Stanford Encyclopedia of Philosophy 2015 (Spring) (2015)
AbstractGratitude is the proper or called-for response in a beneficiary to benefits or beneficence from a benefactor. It is a topic of interest in normative ethics, moral psychology, and political philosophy, and may have implications for metaethics as well. Despite its commonness in everyday life, there is substantive disagreement among philosophers over the nature of gratitude and its connection to other philosophical concepts. The sections of this article address five areas of debate about what gratitude is, when it is called for, and what implications it has for other debates in moral philosophy and philosophy generally.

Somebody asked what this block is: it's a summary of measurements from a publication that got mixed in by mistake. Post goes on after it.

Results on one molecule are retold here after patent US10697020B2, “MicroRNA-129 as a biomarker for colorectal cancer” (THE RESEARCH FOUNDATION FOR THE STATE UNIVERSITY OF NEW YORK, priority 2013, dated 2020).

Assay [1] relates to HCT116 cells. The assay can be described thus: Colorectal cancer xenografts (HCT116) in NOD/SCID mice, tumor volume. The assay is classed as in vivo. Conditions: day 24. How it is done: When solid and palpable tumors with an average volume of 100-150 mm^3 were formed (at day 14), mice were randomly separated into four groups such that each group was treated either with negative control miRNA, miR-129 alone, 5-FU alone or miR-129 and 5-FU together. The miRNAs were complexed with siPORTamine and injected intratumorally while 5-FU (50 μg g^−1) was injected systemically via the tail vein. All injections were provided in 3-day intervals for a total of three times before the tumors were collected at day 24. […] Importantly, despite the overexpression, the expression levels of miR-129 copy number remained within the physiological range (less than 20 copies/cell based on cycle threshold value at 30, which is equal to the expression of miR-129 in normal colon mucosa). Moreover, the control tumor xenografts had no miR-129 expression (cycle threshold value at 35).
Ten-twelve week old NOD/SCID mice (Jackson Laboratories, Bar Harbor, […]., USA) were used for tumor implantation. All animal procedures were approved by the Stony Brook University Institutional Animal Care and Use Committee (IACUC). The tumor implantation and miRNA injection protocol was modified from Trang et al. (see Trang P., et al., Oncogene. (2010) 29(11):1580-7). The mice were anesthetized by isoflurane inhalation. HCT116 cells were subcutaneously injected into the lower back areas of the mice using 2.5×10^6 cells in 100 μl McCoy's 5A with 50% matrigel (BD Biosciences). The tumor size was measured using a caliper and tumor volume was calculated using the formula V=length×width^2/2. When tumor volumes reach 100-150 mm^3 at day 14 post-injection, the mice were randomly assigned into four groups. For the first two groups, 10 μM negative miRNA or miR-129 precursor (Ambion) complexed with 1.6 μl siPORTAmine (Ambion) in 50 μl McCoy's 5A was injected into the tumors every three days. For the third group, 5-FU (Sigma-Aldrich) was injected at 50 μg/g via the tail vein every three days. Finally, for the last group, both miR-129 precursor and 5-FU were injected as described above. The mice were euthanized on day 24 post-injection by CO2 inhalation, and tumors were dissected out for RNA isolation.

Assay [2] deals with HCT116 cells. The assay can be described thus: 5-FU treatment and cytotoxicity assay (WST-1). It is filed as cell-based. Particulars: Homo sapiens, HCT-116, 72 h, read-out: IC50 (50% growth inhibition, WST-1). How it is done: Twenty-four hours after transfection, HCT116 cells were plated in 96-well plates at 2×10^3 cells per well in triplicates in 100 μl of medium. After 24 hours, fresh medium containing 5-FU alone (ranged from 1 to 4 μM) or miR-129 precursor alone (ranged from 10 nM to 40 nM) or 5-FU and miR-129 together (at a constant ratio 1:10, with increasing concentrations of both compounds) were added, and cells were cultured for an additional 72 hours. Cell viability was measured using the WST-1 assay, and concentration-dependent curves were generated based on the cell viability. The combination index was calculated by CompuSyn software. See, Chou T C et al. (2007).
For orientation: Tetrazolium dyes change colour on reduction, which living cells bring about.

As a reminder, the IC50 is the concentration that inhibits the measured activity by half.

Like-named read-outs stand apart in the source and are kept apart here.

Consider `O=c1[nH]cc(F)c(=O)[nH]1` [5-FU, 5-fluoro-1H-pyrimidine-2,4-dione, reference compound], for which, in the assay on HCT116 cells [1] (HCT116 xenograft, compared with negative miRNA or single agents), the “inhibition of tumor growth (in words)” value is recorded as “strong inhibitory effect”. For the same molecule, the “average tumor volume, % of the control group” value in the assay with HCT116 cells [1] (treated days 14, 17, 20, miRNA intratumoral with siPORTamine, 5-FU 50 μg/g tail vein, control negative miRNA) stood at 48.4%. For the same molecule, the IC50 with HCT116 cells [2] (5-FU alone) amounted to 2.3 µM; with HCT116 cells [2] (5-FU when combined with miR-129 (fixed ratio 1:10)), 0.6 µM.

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Citations of this work
The Virtue of Gratitude and Its Associated Vices.Tony Manela - forthcoming - The Moral Psychology of Gratitude.
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A Puzzle Concerning Gratitude and Accountability.Robert H. Wallace - 2022 - The Journal of Ethics 26:455–480.
References found in this work
Moral Dimensions: Permissibility, Meaning, Blame.Thomas Scanlon - 2008 - Belknap Press of Harvard University Press.
Freedom and Resentment.Peter Strawson - 2003 - In Gary Watson (ed.), Free Will. Oxford University Press.